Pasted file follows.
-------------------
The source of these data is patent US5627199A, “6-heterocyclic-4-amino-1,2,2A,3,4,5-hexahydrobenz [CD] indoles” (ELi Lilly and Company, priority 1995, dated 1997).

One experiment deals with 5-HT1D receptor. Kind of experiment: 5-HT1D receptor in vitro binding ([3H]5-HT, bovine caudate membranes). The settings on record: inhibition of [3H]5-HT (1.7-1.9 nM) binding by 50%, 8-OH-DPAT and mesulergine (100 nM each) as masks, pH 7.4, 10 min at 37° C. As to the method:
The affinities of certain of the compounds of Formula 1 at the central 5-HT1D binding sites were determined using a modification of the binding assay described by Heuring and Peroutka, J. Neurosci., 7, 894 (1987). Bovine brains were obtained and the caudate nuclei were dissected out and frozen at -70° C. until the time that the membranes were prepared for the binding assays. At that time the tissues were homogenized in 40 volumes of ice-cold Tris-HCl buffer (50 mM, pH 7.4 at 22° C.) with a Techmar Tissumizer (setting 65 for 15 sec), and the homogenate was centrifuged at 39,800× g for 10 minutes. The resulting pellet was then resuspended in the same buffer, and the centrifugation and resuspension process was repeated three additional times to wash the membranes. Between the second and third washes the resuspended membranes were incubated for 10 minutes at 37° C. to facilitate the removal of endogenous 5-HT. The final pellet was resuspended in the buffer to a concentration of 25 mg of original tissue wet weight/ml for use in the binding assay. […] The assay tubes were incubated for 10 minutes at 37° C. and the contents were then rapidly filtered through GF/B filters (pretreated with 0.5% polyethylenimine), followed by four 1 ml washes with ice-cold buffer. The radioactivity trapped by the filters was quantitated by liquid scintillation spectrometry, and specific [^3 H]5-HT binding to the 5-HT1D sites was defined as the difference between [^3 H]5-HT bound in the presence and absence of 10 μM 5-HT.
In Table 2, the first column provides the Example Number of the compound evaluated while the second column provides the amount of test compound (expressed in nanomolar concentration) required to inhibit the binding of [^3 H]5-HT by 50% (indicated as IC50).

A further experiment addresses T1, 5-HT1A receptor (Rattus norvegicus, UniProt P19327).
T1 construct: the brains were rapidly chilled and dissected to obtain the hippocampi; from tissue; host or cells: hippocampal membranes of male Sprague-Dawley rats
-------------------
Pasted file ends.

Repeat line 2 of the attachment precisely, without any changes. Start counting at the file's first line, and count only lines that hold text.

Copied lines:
One experiment deals with 5-HT1D receptor. Kind of experiment: 5-HT1D receptor in vitro binding ([3H]5-HT, bovine caudate membranes). The settings on record: inhibition of [3H]5-HT (1.7-1.9 nM) binding by 50%, 8-OH-DPAT and mesulergine (100 nM each) as masks, pH 7.4, 10 min at 37° C. As to the method: